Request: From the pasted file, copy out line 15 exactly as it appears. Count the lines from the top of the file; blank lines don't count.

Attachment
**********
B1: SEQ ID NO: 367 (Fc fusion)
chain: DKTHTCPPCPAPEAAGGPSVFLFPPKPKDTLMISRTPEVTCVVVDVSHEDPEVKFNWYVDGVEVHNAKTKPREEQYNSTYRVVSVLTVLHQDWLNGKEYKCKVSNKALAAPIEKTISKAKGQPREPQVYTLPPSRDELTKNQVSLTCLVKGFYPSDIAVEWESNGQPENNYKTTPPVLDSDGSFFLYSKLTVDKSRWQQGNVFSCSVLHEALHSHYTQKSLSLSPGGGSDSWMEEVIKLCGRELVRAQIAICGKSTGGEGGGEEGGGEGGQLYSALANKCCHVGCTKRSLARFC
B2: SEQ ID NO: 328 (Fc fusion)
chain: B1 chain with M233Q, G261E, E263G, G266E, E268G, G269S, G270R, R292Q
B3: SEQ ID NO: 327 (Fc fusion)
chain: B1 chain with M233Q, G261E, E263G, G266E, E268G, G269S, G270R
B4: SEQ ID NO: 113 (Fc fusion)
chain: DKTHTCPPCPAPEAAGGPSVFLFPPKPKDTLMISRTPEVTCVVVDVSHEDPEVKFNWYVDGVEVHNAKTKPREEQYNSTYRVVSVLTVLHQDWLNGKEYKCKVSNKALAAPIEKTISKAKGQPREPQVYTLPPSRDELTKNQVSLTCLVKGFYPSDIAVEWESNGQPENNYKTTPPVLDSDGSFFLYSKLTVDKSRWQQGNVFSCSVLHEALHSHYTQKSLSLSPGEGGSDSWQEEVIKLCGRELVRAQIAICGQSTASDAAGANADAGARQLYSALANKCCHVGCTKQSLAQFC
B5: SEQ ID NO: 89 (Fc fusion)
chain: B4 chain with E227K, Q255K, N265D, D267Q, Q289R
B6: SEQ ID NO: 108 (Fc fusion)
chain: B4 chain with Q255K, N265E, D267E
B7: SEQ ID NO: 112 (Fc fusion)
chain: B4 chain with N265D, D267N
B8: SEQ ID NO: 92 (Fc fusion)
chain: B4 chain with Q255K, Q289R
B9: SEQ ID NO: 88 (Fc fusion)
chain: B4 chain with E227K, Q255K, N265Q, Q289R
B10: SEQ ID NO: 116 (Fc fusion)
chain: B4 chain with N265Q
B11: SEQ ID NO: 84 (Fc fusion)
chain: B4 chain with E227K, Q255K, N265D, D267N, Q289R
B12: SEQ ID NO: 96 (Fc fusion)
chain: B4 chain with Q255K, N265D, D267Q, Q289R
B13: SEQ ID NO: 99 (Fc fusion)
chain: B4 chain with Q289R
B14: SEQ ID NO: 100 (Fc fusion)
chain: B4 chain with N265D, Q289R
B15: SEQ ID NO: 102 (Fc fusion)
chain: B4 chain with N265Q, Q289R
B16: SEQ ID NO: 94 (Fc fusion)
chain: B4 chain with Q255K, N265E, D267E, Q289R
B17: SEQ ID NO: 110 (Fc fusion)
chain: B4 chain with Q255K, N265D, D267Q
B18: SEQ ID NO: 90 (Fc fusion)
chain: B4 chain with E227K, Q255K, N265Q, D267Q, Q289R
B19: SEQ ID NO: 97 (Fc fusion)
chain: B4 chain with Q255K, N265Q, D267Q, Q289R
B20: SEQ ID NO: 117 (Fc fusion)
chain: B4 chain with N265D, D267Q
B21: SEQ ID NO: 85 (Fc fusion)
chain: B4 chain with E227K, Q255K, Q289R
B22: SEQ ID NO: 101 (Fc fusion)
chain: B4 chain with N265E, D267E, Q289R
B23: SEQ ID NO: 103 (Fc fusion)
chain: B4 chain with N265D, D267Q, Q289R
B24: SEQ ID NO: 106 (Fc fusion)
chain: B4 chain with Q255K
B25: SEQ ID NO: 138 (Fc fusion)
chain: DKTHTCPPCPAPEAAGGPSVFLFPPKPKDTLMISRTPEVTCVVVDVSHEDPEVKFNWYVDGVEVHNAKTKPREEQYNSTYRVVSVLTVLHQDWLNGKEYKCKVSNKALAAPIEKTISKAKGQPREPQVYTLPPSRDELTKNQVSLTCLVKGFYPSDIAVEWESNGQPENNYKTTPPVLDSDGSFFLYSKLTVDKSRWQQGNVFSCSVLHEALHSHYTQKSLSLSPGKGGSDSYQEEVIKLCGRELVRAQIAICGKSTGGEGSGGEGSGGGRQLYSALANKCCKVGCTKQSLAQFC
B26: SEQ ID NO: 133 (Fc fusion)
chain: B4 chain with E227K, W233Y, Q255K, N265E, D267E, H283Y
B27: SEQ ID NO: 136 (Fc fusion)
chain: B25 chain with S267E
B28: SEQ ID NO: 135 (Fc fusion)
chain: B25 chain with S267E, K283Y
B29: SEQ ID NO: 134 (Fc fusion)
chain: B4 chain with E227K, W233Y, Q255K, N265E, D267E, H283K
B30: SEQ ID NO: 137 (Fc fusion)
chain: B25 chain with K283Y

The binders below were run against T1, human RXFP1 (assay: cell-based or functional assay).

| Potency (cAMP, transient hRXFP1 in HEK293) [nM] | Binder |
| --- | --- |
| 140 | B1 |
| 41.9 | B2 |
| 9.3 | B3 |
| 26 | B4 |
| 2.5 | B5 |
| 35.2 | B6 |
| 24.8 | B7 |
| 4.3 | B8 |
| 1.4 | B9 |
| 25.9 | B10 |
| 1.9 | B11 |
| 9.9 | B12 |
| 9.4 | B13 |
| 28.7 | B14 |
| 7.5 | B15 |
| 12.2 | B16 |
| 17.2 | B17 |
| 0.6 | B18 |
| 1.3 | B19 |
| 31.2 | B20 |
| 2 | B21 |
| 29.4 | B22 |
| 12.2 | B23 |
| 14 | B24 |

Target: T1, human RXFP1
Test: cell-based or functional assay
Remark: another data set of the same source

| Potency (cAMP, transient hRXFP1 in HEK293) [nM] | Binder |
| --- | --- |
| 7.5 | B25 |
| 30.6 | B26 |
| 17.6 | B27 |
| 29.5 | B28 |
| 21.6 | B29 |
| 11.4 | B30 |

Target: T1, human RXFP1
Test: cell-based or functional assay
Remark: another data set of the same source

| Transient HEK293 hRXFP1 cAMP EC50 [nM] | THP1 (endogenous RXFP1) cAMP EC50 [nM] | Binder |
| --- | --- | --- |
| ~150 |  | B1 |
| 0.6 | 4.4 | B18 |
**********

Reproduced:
B8: SEQ ID NO: 92 (Fc fusion)